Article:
Emergence of trait variability through the lens of nitrogen assimilation in Prochlorococcus

  1. Paul M Berube  Is a corresponding author
  2. Anna Rasmussen
  3. Rogier Braakman
  4. Ramunas Stepanauskas
  5. Sallie W Chisholm
  1. Massachusetts Institute of Technology, United States
  2. Bigelow Laboratory for Ocean Sciences, United States

Abstract

Intraspecific trait variability has important consequences for the function and stability of marine ecosystems. Here we examine variation in the ability to use nitrate across hundreds of Prochlorococcus genomes to better understand the modes of evolution influencing intraspecific allocation of ecologically important functions. Nitrate assimilation genes are absent in basal lineages but occur at an intermediate frequency that is randomly distributed within recently emerged clades. The distribution of nitrate assimilation genes within clades appears largely governed by vertical inheritance, gene loss, and homologous recombination. By mapping this process onto a model of Prochlorococcus' macroevolution, we propose that niche-constructing adaptive radiations and subsequent niche partitioning set the stage for loss of nitrate assimilation genes from basal lineages as they specialized to lower light levels. Retention of these genes in recently emerged lineages has likely been facilitated by selection as they sequentially partitioned into niches where nitrate assimilation conferred a fitness benefit.

Data availability

Sequencing data have been deposited in Integrated Microbial Genomes under the accession numbers (IMG Genome ID) 2681812899, 2681812900, 2681812901, and 2681812859.All data generated or analyzed during this study are included in the manuscript and supporting files. Source data files have been provided for Figure 1, Figure 2, Figure 3, Figure 6, Figure 7, Table 1, Table 2, Table 3, Table 4, and Table 5.

The following data sets were generated
The following previously published data sets were used

Article and author information

Author details

  1. Paul M Berube

    Department of Civil and Environmental Engineering, Massachusetts Institute of Technology, Cambridge, United States
    For correspondence
    pmberube@gmail.com
    Competing interests
    The authors declare that no competing interests exist.
    ORCID icon "This ORCID iD identifies the author of this article:" 0000-0001-5598-6602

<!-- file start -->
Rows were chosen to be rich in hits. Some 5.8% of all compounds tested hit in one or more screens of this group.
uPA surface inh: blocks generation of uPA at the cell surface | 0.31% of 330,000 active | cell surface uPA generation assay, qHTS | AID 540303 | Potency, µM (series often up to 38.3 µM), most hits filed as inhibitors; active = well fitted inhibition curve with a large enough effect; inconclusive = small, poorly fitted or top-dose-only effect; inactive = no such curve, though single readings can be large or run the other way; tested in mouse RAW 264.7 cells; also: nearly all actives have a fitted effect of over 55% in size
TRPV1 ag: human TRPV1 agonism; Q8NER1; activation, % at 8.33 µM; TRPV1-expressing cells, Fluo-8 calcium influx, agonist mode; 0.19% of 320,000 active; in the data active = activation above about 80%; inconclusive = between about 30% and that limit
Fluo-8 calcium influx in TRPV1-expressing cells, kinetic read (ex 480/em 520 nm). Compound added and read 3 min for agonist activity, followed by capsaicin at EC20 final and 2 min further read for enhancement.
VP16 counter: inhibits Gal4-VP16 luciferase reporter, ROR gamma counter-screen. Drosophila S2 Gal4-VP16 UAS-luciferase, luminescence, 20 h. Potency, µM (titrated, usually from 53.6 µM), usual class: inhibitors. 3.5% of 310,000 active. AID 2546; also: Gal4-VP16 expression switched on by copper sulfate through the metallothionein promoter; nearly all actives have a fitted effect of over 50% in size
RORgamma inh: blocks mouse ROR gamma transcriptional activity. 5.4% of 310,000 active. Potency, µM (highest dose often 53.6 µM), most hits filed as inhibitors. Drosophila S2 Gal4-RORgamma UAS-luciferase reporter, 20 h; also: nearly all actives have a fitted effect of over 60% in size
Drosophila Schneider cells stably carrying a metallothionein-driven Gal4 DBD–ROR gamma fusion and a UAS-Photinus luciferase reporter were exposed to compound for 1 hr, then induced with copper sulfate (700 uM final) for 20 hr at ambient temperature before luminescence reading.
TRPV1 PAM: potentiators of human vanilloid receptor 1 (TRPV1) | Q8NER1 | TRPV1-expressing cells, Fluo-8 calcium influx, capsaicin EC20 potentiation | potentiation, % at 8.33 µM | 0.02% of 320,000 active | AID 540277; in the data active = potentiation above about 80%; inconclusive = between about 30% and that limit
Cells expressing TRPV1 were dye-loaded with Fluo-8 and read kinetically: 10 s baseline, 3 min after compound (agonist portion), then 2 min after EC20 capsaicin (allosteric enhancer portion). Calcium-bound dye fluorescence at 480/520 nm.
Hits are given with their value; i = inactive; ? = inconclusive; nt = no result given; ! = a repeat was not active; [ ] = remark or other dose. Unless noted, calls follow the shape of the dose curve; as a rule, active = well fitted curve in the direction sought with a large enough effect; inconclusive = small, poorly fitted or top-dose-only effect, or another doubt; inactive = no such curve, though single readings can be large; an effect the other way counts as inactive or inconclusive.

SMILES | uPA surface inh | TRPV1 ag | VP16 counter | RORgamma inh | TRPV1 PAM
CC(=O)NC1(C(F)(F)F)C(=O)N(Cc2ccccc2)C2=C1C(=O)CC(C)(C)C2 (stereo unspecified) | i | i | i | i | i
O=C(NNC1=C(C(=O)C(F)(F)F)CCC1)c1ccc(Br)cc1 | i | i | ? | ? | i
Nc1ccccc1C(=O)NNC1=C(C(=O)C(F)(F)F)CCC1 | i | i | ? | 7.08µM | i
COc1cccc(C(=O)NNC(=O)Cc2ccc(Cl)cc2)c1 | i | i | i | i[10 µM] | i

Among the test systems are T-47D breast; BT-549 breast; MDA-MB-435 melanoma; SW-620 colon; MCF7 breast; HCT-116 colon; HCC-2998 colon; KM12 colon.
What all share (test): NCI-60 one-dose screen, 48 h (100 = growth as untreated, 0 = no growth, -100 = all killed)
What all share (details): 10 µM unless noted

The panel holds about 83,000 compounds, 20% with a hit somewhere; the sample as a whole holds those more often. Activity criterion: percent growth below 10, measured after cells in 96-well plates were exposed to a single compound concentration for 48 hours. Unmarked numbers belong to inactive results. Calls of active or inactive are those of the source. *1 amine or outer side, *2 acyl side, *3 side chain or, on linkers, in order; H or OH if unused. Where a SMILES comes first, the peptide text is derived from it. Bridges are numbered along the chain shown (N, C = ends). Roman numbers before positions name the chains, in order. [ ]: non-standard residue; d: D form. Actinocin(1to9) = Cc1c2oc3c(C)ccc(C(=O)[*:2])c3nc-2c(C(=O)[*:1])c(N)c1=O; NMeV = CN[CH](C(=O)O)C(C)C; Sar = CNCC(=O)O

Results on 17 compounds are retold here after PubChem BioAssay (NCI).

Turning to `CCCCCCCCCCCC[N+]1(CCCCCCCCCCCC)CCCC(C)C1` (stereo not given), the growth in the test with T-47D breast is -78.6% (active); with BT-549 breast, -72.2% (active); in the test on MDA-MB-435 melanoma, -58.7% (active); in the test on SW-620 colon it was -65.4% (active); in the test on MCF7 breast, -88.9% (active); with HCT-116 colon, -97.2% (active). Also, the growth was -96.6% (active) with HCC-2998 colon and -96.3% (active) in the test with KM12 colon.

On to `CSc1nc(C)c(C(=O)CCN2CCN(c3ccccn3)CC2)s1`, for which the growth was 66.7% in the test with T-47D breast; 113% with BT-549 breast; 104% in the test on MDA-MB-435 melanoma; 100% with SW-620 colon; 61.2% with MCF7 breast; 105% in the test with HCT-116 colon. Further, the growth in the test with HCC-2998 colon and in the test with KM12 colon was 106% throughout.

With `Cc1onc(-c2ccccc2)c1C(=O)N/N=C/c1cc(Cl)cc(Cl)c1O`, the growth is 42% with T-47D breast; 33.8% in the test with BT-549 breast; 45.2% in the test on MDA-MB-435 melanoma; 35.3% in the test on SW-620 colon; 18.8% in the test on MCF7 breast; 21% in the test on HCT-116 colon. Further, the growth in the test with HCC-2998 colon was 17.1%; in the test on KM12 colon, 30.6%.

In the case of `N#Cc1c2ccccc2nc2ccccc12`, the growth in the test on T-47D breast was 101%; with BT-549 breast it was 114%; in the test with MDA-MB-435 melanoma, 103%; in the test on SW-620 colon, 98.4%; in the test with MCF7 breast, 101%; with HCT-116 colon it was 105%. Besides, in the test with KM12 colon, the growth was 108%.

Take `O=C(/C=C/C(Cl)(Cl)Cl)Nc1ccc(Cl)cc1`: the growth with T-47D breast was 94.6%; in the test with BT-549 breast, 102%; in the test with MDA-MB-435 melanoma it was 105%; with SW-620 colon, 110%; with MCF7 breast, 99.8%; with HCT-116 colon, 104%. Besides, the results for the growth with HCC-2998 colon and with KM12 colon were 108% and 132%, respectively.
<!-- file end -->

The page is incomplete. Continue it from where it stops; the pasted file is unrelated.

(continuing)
2. Anna Rasmussen

    Department of Civil and Environmental Engineering, Massachusetts Institute of Technology, Cambridge, United States
    Competing interests
    The authors declare that no competing interests exist.
    ORCID icon "This ORCID iD identifies the author of this article:" 0000-0002-0031-2835
  3. Rogier Braakman

    Department of Civil and Environmental Engineering, Massachusetts Institute of Technology, Cambridge, United States
    Competing interests
    The authors declare that no competing interests exist.
  4. Ramunas Stepanauskas

    Bigelow Laboratory for Ocean Sciences, East Boothbay, United States
    Competing interests
    The authors declare that no competing interests exist.
  5. Sallie W Chisholm

    Department of Civil and Environmental Engineering, Massachusetts Institute of Technology, Cambridge, United States
    Competing interests
    The authors declare that no competing interests exist.

Funding

National Science Foundation (OCE-1153588)

  • Sallie W Chisholm

National Science Foundation (DBI-0424599)

  • Sallie W Chisholm

National Science Foundation (OCE-1335810)

  • Ramunas Stepanauskas

Simons Foundation (337262)

  • Sallie W Chisholm

Simons Foundation (329108)

  • Sallie W Chisholm

Gordon and Betty Moore Foundation (GBMF495)

  • Sallie W Chisholm

Gordon and Betty Moore Foundation (GBMF4511)

  • Sallie W Chisholm

Simons Foundation (509034SCFY17)

  • Sallie W Chisholm

The funders had no role in study design, data collection and interpretation, or the decision to submit the work for publication.

Reviewing Editor

  1. Paul G Falkowski, Rutgers University, United States

Publication history

  1. Received: August 13, 2018
  2. Accepted: January 31, 2019
  3. Accepted Manuscript published: February 1, 2019 (version 1)
  4. Version of Record published: February 11, 2019 (version 2)

Copyright

© 2019, Berube et al.

This article is distributed under the terms of the Creative Commons Attribution License permitting unrestricted use and redistribution provided that the original author and source are credited.

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  1. Paul M Berube
  2. Anna Rasmussen
  3. Rogier Braakman
  4. Ramunas Stepanauskas
  5. Sallie W Chisholm
(2019)
Emergence of trait variability through the lens of nitrogen assimilation in Prochlorococcus
eLife 8:e41043.
https://doi.org/10.7554/eLife.41043

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